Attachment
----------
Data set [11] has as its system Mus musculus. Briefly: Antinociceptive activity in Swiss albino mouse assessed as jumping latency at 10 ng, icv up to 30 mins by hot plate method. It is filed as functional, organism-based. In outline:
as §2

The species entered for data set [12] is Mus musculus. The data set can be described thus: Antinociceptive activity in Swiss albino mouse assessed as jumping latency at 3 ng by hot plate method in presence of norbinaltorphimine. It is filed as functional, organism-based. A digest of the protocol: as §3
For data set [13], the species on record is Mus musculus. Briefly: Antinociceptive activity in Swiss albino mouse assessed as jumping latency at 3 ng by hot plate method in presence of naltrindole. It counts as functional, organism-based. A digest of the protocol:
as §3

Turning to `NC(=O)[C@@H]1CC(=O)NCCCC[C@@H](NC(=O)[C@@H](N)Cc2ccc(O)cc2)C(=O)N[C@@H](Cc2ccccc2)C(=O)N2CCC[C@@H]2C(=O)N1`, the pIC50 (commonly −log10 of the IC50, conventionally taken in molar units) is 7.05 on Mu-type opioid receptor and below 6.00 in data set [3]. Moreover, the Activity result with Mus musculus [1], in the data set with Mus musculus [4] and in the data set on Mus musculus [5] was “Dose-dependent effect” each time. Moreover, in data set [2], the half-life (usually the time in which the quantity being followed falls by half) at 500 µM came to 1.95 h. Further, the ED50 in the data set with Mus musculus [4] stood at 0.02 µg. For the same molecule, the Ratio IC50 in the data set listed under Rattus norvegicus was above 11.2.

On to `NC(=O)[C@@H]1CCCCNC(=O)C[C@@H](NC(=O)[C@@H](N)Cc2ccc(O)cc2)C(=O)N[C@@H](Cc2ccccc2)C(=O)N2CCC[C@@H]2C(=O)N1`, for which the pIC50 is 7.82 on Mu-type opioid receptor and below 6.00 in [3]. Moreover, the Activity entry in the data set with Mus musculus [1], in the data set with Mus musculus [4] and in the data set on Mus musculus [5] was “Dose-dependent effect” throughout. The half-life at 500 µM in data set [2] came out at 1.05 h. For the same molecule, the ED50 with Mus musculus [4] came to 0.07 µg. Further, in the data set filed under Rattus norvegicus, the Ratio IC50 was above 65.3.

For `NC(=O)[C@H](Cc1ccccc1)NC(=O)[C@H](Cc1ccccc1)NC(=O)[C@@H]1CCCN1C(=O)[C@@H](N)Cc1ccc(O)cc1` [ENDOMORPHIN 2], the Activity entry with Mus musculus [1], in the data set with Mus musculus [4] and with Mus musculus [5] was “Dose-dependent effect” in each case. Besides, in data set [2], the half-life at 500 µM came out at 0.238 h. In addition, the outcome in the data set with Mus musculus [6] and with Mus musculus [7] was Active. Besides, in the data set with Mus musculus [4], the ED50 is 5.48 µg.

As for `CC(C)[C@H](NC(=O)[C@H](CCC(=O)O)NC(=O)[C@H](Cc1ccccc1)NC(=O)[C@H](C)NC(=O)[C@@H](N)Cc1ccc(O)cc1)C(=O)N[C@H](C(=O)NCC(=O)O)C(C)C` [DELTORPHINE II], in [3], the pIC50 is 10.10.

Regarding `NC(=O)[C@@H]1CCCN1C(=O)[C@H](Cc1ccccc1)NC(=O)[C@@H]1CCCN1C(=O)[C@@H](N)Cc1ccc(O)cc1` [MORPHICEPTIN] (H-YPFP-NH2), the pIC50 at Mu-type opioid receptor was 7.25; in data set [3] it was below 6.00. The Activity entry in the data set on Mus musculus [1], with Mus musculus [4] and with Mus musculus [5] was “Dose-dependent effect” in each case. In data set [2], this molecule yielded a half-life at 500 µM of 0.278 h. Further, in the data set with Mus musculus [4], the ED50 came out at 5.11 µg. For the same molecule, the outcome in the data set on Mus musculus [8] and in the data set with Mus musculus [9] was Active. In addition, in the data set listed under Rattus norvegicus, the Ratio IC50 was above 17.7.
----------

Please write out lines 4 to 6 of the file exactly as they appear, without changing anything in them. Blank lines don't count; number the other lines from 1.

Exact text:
For data set [13], the species on record is Mus musculus. Briefly: Antinociceptive activity in Swiss albino mouse assessed as jumping latency at 3 ng by hot plate method in presence of naltrindole. It counts as functional, organism-based. A digest of the protocol:
as §3

Turning to `NC(=O)[C@@H]1CC(=O)NCCCC[C@@H](NC(=O)[C@@H](N)Cc2ccc(O)cc2)C(=O)N[C@@H](Cc2ccccc2)C(=O)N2CCC[C@@H]2C(=O)N1`, the pIC50 (commonly −log10 of the IC50, conventionally taken in molar units) is 7.05 on Mu-type opioid receptor and below 6.00 in data set [3]. Moreover, the Activity result with Mus musculus [1], in the data set with Mus musculus [4] and in the data set on Mus musculus [5] was “Dose-dependent effect” each time. Moreover, in data set [2], the half-life (usually the time in which the quantity being followed falls by half) at 500 µM came to 1.95 h. Further, the ED50 in the data set with Mus musculus [4] stood at 0.02 µg. For the same molecule, the Ratio IC50 in the data set listed under Rattus norvegicus was above 11.2.